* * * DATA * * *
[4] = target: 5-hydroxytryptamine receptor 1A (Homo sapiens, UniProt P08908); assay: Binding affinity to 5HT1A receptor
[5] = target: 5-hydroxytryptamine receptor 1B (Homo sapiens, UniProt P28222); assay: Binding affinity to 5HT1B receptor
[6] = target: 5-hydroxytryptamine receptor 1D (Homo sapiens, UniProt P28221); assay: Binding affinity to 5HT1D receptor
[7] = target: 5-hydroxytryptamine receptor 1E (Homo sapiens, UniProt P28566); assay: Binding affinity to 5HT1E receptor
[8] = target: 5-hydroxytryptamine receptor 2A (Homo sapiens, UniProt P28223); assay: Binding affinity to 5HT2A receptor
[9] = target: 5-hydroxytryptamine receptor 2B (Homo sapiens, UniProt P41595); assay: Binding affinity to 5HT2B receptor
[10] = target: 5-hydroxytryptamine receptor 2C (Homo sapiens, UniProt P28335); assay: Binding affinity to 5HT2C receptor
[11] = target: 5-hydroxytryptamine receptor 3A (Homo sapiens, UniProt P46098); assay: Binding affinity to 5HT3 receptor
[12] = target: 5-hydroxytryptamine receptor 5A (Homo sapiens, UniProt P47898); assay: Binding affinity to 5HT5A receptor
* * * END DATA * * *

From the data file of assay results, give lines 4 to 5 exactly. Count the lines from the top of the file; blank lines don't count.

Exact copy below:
[7] = target: 5-hydroxytryptamine receptor 1E (Homo sapiens, UniProt P28566); assay: Binding affinity to 5HT1E receptor
[8] = target: 5-hydroxytryptamine receptor 2A (Homo sapiens, UniProt P28223); assay: Binding affinity to 5HT2A receptor